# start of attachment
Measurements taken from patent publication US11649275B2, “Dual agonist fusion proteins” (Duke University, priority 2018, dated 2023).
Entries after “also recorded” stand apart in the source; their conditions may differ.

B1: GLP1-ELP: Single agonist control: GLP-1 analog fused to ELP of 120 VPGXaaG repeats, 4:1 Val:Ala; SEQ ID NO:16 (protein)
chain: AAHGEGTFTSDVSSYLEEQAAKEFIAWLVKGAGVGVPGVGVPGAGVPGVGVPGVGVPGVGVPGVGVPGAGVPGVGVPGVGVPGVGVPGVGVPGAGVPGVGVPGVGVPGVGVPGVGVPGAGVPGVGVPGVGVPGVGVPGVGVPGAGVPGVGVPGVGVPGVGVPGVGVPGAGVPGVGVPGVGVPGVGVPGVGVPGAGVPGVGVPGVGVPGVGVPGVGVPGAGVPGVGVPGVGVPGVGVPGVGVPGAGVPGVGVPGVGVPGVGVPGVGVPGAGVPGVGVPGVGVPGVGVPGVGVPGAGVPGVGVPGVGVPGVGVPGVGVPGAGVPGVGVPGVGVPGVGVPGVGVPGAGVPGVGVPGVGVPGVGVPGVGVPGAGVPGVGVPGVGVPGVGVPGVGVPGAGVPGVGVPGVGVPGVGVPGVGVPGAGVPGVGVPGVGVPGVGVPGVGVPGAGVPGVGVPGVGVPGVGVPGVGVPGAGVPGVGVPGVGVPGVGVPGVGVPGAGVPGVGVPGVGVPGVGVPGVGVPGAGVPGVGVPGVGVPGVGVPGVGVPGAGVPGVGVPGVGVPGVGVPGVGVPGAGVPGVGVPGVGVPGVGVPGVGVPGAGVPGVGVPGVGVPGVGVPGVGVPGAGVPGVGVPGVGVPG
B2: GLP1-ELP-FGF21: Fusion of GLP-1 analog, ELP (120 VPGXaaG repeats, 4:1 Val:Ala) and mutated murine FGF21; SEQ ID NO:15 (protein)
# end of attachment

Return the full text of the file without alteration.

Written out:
Measurements taken from patent publication US11649275B2, “Dual agonist fusion proteins” (Duke University, priority 2018, dated 2023).
Entries after “also recorded” stand apart in the source; their conditions may differ.

B1: GLP1-ELP: Single agonist control: GLP-1 analog fused to ELP of 120 VPGXaaG repeats, 4:1 Val:Ala; SEQ ID NO:16 (protein)
chain: AAHGEGTFTSDVSSYLEEQAAKEFIAWLVKGAGVGVPGVGVPGAGVPGVGVPGVGVPGVGVPGVGVPGAGVPGVGVPGVGVPGVGVPGVGVPGAGVPGVGVPGVGVPGVGVPGVGVPGAGVPGVGVPGVGVPGVGVPGVGVPGAGVPGVGVPGVGVPGVGVPGVGVPGAGVPGVGVPGVGVPGVGVPGVGVPGAGVPGVGVPGVGVPGVGVPGVGVPGAGVPGVGVPGVGVPGVGVPGVGVPGAGVPGVGVPGVGVPGVGVPGVGVPGAGVPGVGVPGVGVPGVGVPGVGVPGAGVPGVGVPGVGVPGVGVPGVGVPGAGVPGVGVPGVGVPGVGVPGVGVPGAGVPGVGVPGVGVPGVGVPGVGVPGAGVPGVGVPGVGVPGVGVPGVGVPGAGVPGVGVPGVGVPGVGVPGVGVPGAGVPGVGVPGVGVPGVGVPGVGVPGAGVPGVGVPGVGVPGVGVPGVGVPGAGVPGVGVPGVGVPGVGVPGVGVPGAGVPGVGVPGVGVPGVGVPGVGVPGAGVPGVGVPGVGVPGVGVPGVGVPGAGVPGVGVPGVGVPGVGVPGVGVPGAGVPGVGVPGVGVPGVGVPGVGVPGAGVPGVGVPGVGVPGVGVPGVGVPGAGVPGVGVPGVGVPG
B2: GLP1-ELP-FGF21: Fusion of GLP-1 analog, ELP (120 VPGXaaG repeats, 4:1 Val:Ala) and mutated murine FGF21; SEQ ID NO:15 (protein)